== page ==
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The top five ethical dilemmas in medicine are breach of patient confidentiality, initiation of patient-doctor romantic relationships during treatment, malpractice and negligence, failure to obtain informed consent, and physician-assisted suicide. These are serious issues that are explored often in literature and discussed frequently in medical classrooms and journals the world over. Most cases where doctors are censured are fairly clear cut and, at least in the United States, a large majority agrees about the boundaries one should set in practice.

But what of the more common daily scenarios we encounter? The ones that test the limits of our patience and leave us feeling queasy with unease. I’d like to tell you a story about a patient.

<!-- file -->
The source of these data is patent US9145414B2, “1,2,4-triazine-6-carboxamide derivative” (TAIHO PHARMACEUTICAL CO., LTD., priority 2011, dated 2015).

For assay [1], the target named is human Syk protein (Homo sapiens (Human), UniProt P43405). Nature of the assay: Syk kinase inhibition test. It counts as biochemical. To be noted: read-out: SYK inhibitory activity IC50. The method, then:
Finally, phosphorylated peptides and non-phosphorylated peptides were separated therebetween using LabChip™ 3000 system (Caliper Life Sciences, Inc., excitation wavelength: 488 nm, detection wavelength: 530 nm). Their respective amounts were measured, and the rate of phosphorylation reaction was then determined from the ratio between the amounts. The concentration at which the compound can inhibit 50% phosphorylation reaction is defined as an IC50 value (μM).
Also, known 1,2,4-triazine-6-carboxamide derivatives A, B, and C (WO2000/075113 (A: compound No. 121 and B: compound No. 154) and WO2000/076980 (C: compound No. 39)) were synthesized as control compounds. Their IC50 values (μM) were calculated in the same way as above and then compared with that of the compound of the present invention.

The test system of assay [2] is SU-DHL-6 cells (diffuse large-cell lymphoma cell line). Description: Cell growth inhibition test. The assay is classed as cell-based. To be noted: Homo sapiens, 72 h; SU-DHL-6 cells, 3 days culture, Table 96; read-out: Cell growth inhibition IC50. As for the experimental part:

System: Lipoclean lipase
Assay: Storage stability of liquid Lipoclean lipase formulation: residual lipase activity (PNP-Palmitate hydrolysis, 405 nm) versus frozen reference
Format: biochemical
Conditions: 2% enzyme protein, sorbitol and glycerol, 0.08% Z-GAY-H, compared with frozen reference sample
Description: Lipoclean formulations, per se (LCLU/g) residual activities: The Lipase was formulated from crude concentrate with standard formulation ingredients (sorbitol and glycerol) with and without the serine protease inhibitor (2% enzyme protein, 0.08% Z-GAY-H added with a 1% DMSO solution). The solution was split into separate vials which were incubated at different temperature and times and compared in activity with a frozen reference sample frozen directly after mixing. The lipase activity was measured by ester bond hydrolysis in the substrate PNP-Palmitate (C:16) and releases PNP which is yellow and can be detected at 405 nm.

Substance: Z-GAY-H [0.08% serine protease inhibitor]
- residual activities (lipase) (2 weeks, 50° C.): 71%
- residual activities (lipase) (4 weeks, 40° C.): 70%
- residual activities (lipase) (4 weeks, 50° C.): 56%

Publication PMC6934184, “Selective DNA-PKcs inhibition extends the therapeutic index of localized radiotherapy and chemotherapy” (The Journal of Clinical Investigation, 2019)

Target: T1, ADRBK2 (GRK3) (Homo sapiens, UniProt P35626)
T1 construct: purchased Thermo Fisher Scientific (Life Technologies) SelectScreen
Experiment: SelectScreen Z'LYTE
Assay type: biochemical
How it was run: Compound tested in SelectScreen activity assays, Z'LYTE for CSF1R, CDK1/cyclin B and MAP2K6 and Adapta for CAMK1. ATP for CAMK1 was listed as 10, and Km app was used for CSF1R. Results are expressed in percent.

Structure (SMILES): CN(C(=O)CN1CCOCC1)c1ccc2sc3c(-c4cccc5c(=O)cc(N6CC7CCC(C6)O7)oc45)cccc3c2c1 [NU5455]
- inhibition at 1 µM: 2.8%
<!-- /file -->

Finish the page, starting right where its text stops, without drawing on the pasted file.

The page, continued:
My practice, although specializing in pediatric and specialty contact lenses, is really a hodgepodge of every type of difficult patient that other professionals care to send my way. When people ask what ages we cater to in the office, we say, “Diapers to Depends.” In a sense, a recalcitrant child does not much differ from a stubborn, old man, and a self-centered drama queen is much the same at age 12 as she is at age 55. The most important tool I need to help any of these patients is patience. Patience with a capital P. I am often told I have the patience of a saint. This “compliment” is frequently doled out by the very same person that has spent hours or days trying to test the outermost limits of this virtue. I have been at this for 27 years, not counting internship years, and there are days when I am ready to throw in the towel. As a Jewish atheist, I don’t really aspire to Sainthood and often wonder if a day will come when the silent soundtrack in my head will break through, and the overbearing helicopter parent, making my life a living hell, will get an earful of obscenities, rather than see the sweet smile born of teeth gritted so tightly they trigger a migraine. On those days, I’m pretty certain the aura I see is not a reflection of my halo.